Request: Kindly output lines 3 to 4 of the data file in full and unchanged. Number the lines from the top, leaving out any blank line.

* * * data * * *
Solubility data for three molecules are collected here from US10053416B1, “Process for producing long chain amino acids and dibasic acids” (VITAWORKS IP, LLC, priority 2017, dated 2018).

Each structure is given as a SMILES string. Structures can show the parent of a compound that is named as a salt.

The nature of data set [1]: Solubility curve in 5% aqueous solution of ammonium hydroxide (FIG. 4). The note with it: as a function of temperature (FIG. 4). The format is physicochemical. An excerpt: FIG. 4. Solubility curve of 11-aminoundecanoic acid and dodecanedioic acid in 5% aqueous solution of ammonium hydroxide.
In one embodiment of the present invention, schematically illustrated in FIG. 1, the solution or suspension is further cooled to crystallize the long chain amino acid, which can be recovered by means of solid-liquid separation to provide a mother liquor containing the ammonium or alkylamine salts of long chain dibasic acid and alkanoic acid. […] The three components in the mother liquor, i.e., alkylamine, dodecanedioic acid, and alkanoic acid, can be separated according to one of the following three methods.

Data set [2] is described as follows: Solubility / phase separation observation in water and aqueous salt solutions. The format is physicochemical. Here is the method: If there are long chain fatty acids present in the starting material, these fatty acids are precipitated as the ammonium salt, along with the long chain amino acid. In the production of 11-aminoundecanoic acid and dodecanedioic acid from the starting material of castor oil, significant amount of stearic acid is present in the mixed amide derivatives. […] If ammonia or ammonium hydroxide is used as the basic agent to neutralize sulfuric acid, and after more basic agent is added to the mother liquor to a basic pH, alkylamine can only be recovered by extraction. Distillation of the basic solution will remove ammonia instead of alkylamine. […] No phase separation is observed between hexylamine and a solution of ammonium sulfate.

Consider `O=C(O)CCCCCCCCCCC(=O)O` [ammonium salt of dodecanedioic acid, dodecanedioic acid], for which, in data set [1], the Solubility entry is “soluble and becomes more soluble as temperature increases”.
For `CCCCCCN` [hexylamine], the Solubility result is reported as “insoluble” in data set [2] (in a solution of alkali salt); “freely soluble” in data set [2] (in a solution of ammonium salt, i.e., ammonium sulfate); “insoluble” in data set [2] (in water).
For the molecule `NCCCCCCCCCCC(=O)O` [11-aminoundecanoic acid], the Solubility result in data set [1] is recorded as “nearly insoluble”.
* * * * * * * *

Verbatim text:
The nature of data set [1]: Solubility curve in 5% aqueous solution of ammonium hydroxide (FIG. 4). The note with it: as a function of temperature (FIG. 4). The format is physicochemical. An excerpt: FIG. 4. Solubility curve of 11-aminoundecanoic acid and dodecanedioic acid in 5% aqueous solution of ammonium hydroxide.
In one embodiment of the present invention, schematically illustrated in FIG. 1, the solution or suspension is further cooled to crystallize the long chain amino acid, which can be recovered by means of solid-liquid separation to provide a mother liquor containing the ammonium or alkylamine salts of long chain dibasic acid and alkanoic acid. […] The three components in the mother liquor, i.e., alkylamine, dodecanedioic acid, and alkanoic acid, can be separated according to one of the following three methods.